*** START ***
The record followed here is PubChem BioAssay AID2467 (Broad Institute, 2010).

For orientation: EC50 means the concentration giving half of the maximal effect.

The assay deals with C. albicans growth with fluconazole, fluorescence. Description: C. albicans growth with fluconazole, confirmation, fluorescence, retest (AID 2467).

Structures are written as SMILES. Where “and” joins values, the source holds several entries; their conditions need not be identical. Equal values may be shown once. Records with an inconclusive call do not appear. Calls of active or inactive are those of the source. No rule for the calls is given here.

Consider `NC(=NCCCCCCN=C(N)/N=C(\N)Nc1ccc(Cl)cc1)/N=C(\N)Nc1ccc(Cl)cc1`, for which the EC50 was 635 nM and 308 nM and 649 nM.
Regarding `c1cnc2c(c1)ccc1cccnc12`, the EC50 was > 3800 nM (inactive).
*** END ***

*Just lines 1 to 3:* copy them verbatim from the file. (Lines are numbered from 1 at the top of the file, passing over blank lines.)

The record followed here is PubChem BioAssay AID2467 (Broad Institute, 2010).

For orientation: EC50 means the concentration giving half of the maximal effect.

The assay deals with C. albicans growth with fluconazole, fluorescence. Description: C. albicans growth with fluconazole, confirmation, fluorescence, retest (AID 2467).